- Cheese – the cheeses can be shredded and stored in the refrigerator until ready to cook.
Leftover beer cheese soup should be stored in an airtight container in the refrigerator and enjoyed within 3-4 days.
Reheat gently on the stovetop with a splash of water (or chicken broth) to loosen it up, whisking as the soup reheats.
Soup can also be microwaved, but we prefer to use the stovetop to make sure the soup doesn’t separate during the reheating process.
Due to the dairy in the recipe, I don’t recommend freezing this soup. Dairy can separate during the freezing and thawing process, and the texture isn’t all that pleasant.
However, this recipe is easily halved (just use half of all the ingredients), if you’d like a smaller batch.
Did you make this? Be sure to leave a review below and tag me @the_chunky_chef on Facebook and Instagram!
- 5 slices bacon diced
- 1 Tbsp unsalted butter
- 1 large yellow onion diced or chopped
- 2 cloves garlic minced
- 1/4 cup all purpose flour
- 12 oz beer we prefer a lager
- 2 cups reduced sodium chicken stock or chicken broth
- 1 1/2 cups half and half or heavy cream
- 1 tsp dried mustard can be substituted with an equal amount of dijon mustard
- 1 – 2 tsp hot sauce
- 1/2 tsp Worcestershire sauce
- 1/2 tsp kosher salt
- 1/2 tsp dried thyme
- 1/4 tsp black pepper
- 2 cups shredded medium cheddar cheese shredded from an 8 oz block
- 1/2 cup shredded Pepper jack cheese shredded from an 8 oz block, reserving the rest of the block for another time
Toppings (all optional)
- additional shredded cheese
- remaining half of the cooked bacon
- sliced green onions
- additional black pepper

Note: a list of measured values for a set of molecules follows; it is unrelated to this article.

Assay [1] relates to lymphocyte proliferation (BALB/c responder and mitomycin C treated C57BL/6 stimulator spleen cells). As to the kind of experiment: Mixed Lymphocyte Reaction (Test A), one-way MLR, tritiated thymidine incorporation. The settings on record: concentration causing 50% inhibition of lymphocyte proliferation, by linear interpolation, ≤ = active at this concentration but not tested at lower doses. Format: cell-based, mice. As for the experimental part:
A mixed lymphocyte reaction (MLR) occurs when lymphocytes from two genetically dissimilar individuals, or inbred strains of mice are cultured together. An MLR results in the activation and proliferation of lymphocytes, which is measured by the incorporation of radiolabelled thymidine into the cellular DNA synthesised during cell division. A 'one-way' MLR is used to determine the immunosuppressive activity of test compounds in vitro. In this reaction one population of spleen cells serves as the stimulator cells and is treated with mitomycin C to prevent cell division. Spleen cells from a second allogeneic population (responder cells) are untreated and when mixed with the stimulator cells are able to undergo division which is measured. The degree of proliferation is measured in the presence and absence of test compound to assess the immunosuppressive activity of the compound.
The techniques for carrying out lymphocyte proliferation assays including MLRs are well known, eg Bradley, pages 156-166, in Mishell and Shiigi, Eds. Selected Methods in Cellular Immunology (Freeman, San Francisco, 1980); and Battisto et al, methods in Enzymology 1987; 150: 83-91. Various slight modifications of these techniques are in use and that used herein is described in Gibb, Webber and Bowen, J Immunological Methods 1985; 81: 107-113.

- Heat a large dutch oven or soup pot over MED LOW heat. Add bacon and cook, stirring occasionally, until crisp. Remove with a slotted spoon to a paper towel lined plate.
Cook onions and garlic
- Reserve a couple Tbsp of the bacon grease in the pot, then add butter.
- Add onions and cook, stirring occasionally, for 7-15 minutes, until golden and soft. The exact amount of time this will take will depend on your stovetop and your cooking vessel.
- Add garlic and cook 30 seconds.
Add liquids and thicken
- Add flour and stir well to combine. Cook 1-2 minutes, so the raw flour taste will be gone.
- Pour in beer, whisking as you pour, and cook, stirring often, until thickened.
- Add chicken broth and half and half, stirring well to combine. Add dried mustard, Worcestershire sauce, salt, thyme, and pepper.
- Increase heat to MED and bring soup to a vigorous simmer. Then reduce heat to simmer soup and cook, stirring often, until thickened enough to coat the back of a spoon.
Add cheese and bacon
- Remove from the heat and add cheeses, a handful at at time, stirring in between each addition. Soup should be a creamy chowder consistency.
- Stir in half the cooked bacon.
Garnish and serve
- Serve garnished with a sprinkle of black pepper, additional cheese, and sliced green onions.
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- Recipe makes approximately 6 servings, however these serving sizes aren’t explicitly measured, just an estimate.
- I’ve not tested this recipe in a slow cooker, but it can be kept warm in one after making on the stovetop.
- I’ve not tested this recipe in an Instant Pot, but I believe it can be done with some minor changes. Omit the flour and substitute with cornstarch. Saute bacon, then remove to a paper towel lined plate. Saute onion, then add garlic. Add beer, chicken broth and seasonings, and pressure cook for 5-6 minutes. Perform a quick release and whisk the cornstarch into the half and half (or heavy cream), and add to the pot and cook on saute, stirring often, until thickened. Stir in cheeses, half the bacon, and serve recipe as directed.
The Chunky Chef is not a dietician or nutritionist, and any nutritional information shared is an estimate. If calorie count and other nutritional values are important to you, we recommend running the ingredients through whichever online nutritional calculator you prefer. Calories can vary quite a bit depending on which brands were used.